Amidst of the hectic glow of LFF I haven’t had a chance to cover Jane Eyre yet, so Nathanael Smith has stepped in and taken a look at Cary Fukunaga’s interpretation of the classic tale
The gothic novel is, more than many a literary genre, predisposed towards cinematic adaptation. Several tropes from the writing of the era – brooding heroes, passionate romances, dramatic settings often in isolated buildings – lend themselves to big screen drama. It is odd, therefore, that the stories from the period (save one or two notable exceptions) are often adapted into dry, lifeless cinema. Cary Fukunaga’s version of Jane Eyre, seeks to rectify this, embracing all the elements that make the novel so beloved and creating something truly cinematic from it.
Fukunaga uses a variety of tools that modern film making has to offer to establish an oppressive, melodramatic atmosphere. The film opens with Jane stumbling across a truly Brontëan misty moor, the weather frequently playing a role in setting the tone of a scene throughout the film. Everything here adds to the drama, with firelight illuminating faces to create the impression of a head floating in darkness, whilst the sound design excels in making the audience uneasy with haunting laughter and the mere creak of chair. This is grim, northern Victorian Britain, and the director has no time for easy beauty: the moments of romantic idyll here are hard earned, and all the more precious for it.
One of the key recurring elements of a good gothic story is a Byronic hero, the kind of man that is riddled with flaws, yet in a way that makes him even more appealing. Smouldering his way onto the screen with a surliness that fully befits Rochester, Michael Fassbender is brilliant as the unpredictable and dark master of Thornfield Hall. He is perhaps too good looking for Rochester, a man described as having unconventional features. He overcomes this with a layered performance in which the mean exterior is peeled back to reveal the tender heartedness that makes him such an enduring character. As he sits with the flickering firelight creating shadows in the crags of his features, and a single shift in his facial expression denotes the slightest change in mood, Fassbender is forgotten and it is Rochester who dominates the screen.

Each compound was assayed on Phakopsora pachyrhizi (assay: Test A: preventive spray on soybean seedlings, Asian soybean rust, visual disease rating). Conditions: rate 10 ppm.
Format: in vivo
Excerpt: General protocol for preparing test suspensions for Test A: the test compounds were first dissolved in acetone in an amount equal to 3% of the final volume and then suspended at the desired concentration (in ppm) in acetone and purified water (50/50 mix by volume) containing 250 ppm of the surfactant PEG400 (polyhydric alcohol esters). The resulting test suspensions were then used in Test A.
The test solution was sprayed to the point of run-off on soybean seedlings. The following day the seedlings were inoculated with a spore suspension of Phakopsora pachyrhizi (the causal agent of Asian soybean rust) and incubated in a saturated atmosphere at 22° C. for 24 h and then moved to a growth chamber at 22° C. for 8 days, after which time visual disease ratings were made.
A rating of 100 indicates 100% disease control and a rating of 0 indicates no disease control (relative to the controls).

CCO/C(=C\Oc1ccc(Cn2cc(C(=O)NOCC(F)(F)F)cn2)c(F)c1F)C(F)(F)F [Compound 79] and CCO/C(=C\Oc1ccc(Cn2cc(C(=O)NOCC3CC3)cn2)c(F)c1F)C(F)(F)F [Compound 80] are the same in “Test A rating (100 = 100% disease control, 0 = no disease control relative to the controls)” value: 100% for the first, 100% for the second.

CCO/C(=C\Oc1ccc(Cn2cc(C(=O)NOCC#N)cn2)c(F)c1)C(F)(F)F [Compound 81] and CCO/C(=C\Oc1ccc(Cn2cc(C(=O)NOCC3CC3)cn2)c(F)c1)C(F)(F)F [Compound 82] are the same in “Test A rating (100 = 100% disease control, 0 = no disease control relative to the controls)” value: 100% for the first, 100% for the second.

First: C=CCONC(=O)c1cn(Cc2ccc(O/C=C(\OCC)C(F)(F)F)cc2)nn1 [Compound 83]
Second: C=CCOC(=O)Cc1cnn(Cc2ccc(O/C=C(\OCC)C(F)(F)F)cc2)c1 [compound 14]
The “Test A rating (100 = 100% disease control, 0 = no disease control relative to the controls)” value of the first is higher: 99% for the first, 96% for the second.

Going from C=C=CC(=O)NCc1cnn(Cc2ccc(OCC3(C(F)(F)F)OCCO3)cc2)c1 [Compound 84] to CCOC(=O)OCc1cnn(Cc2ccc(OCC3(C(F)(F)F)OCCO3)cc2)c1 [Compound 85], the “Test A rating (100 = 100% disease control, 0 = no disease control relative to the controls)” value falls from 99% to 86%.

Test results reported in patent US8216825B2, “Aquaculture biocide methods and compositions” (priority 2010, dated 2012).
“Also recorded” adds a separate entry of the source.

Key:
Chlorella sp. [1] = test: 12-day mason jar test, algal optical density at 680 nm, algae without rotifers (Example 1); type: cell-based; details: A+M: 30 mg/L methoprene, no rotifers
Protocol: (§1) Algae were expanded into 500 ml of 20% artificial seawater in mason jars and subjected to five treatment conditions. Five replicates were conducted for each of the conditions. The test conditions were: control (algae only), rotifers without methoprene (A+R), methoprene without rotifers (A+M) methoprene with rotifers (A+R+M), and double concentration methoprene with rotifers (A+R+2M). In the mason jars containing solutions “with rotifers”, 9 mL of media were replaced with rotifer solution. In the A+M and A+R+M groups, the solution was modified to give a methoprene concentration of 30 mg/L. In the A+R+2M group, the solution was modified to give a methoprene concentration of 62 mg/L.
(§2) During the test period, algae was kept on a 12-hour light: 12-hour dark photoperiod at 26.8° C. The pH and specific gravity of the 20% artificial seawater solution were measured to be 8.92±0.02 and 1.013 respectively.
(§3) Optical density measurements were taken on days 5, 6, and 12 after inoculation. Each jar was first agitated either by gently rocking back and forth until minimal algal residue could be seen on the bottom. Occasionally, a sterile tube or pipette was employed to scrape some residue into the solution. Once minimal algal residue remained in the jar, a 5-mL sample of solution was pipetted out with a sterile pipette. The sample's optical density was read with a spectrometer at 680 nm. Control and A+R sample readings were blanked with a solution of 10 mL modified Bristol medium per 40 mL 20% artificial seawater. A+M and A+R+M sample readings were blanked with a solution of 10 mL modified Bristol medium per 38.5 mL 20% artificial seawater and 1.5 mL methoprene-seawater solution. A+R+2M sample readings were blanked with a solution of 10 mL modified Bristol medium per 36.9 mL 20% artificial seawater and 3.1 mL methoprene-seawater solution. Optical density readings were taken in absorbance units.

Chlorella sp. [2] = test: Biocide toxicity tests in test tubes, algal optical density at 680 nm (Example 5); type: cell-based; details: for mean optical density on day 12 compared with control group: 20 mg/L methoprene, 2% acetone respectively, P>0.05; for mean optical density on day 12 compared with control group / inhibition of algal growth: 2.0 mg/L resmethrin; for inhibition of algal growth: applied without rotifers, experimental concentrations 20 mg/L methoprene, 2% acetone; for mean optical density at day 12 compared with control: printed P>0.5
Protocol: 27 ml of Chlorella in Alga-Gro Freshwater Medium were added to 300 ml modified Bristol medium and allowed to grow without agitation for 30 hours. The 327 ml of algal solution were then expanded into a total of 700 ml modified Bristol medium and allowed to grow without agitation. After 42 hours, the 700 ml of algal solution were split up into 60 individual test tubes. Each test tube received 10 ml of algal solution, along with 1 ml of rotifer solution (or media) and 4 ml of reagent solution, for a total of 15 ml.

Neither the novel nor the film, however, is called Mr. Rochester, and Mia Wasikowska’s Jane owns the film; a beautiful realisation of one of literature’s best loved heroines. As with the book, there is a wonderfully etched tension between the restraint that society forces on her, and the passion that burns beneath. This is reflected even in Jane’s accent: through her schooling she was taught ‘proper English’, but at times of heightened emotion her northern dialect comes to the fore. When Jane finally says what she thinks, in one of the films most memorable scenes beneath a tree in springtime, Wasikowska exudes a quiet power, not relying on histrionics but underplaying it in a way that feels far more authentic but no less heart wrenching.
One of the many reasons literature from the Victorian gothic period is so popular is that there is a large emphasis on telling a good story. Wilkie Collins’ The Woman in White (desperately in need of a good adaptation), Coleridge’s Rime of the Ancient Mariner, and even writing as late as Edgar Allan Poe all focus on telling a good story, and Jane Eyre, the tale of a girl brought up in hardship who ultimately wins the day, is no different. And crucially Fukunaga understands the power of story, using film as a tool for telling it in a new way. Jane is frequently kept in shallow focus, evoking the alienation she feels that comes across so clearly in writing, whilst the wide angle and tracking shots give it a classic cinematic feel.
If there is one gripe, it’s that this adaptation rather skimps on a certain sub plot about what is hiding in the attic, but in pushing the romance to the fore, Fukunaga, Fassbender and Wasikowska have created a Jane Eyre that has a resounding heartbeat to it. Crucially, they have created a powerful work of cinema.
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